This material is excerpted from How to Build a Real Estate Law Practice, 2015, by Dean Alterman, published by the Section of Real Property, Trust and Estate Law of the American Bar Association. Copyright © 2015 by the American Bar Association. Reprinted with permission. All rights reserved. This information or any or portion thereof may not be copied or disseminated in any form or by any means or stored in an electronic database or retrieval system without the express written consent of the American Bar Association.

Endnote

1. The friend I wrote about in another chapter really does enjoy his winery-related law practice immensely.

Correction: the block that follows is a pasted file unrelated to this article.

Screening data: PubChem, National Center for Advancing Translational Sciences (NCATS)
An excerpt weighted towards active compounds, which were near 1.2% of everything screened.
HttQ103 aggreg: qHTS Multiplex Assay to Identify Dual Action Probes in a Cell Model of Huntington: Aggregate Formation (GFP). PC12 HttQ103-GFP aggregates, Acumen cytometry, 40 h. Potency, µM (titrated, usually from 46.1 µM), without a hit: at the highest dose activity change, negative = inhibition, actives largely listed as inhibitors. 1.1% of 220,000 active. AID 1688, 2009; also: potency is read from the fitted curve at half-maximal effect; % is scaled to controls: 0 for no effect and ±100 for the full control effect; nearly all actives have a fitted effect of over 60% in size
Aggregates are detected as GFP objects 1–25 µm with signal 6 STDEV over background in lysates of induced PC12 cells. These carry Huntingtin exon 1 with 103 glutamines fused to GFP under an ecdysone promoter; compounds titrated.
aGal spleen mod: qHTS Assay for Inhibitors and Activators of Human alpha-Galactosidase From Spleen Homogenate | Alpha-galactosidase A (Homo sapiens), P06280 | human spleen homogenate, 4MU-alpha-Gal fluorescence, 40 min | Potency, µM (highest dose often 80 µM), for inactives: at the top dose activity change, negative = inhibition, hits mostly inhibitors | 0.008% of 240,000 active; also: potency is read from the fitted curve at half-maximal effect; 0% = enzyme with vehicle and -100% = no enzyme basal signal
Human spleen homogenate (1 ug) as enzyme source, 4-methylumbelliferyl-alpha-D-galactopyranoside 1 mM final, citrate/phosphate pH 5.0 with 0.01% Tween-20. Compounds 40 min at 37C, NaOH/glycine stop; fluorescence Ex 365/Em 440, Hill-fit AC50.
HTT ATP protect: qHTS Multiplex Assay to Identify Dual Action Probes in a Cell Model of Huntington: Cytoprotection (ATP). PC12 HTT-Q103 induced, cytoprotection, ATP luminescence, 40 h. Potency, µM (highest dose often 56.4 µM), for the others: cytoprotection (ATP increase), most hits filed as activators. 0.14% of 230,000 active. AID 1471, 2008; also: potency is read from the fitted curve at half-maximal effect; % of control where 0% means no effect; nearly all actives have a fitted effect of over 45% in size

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Dean Alterman

Dean Alterman’s varied career includes eight years as a real estate agent and three years as chairman of a county planning commission. He has practiced real estate and business law in Portland, Oregon since 1989. After working for three other firms (one of which closed its doors forever twelve weeks after he arrived), he opened his own office in 2006, growing it to a four-lawyer firm and then becoming a founding partner of Folawn Alterman & Richardson LLP in 2009, where he now works. He frequently gives presentations and publishes articles on real estate topics